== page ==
I am very excited and happy about so many things in my life at the moment. I feel truly blessed. Soon I will start a new adventure in California, which I am naturally looking forward to. The way I am with myself, I concentrate on where I am at the present moment – in the meantime I have plenty of matters, big and small, to attend to. The ‘work’ I am doing currently is more rewarding and more demanding than any paid job I have ever undertaken. I have high hopes and make copious demands of myself, but somehow I know it’s all worth it.

I met with a new counsellor, H, today who is trained in psychodynamic theory. After listening to my life in a nutshell, she said that I sounded unhappy. I was surprised to hear her say this because it seemed to me that I was very sorted. Gradually it dawned on me though that my ideas flit about and what seems like determination is sometimes stubbornness. I am constantly both making excuses for and blaming myself. I have trouble figuring out why I am going to carry through with one particular course of action; I know only that I must do it.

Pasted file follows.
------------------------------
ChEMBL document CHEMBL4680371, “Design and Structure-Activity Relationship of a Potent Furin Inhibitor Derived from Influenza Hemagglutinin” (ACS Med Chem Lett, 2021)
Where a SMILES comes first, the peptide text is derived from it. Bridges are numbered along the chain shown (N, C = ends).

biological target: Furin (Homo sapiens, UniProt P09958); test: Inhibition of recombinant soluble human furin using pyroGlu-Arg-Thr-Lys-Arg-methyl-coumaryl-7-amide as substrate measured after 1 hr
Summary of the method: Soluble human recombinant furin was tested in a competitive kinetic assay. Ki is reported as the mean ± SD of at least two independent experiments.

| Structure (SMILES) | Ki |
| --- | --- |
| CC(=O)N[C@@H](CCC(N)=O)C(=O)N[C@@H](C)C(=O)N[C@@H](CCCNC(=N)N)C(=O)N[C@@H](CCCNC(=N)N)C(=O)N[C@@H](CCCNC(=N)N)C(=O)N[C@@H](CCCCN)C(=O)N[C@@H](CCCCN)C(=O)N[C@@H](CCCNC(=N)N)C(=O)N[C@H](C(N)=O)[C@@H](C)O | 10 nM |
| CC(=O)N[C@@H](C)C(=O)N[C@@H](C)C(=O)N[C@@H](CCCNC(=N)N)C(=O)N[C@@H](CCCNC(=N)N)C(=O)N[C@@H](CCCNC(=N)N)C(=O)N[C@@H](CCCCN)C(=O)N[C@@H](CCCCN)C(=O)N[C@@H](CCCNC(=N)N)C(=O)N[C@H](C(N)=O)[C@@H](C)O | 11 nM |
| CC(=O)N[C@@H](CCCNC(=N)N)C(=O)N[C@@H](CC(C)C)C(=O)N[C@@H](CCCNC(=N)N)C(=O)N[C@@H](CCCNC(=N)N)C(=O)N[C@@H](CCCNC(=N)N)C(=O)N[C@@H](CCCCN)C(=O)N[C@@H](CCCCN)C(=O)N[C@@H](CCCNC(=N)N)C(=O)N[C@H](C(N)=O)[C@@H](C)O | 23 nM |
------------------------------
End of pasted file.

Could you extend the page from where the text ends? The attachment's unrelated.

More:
I will only have another two sessions with H in my home village, before setting off on my little adventure, hopefully not returning to this place for more than a week at a stretch in the future. So if I’m not in it for the long haul, what are my aims with the therapy I’m undertaking and for life in general? What I realised during my session was I would like to be able to trust myself. I mean really and truly. When I am violent, it is a complete disavowal of myself and everything I’ve worked for. In a heartbeat, all the positive energy, good habits, honourable intentions and lofty thoughts are broken. In this way, I can never be sure when the beast might strike. So I have to tame that beast once and for all, so whatever arises in the future, violence will not be part of my response to it.

The way I see it, every moment is a part of my life and I choose to enjoy all of those moments, wherever I am. I am learning to avoid the things I don’t like, and to be OK with that. Just because certain friends enjoy sitting in a field chewing their faces off, doesn’t mean I have to find that entertaining myself. I can just walk away from the activities, culture and lifestyles that don’t do it for me. I don’t live for the future or the past because now is all we have.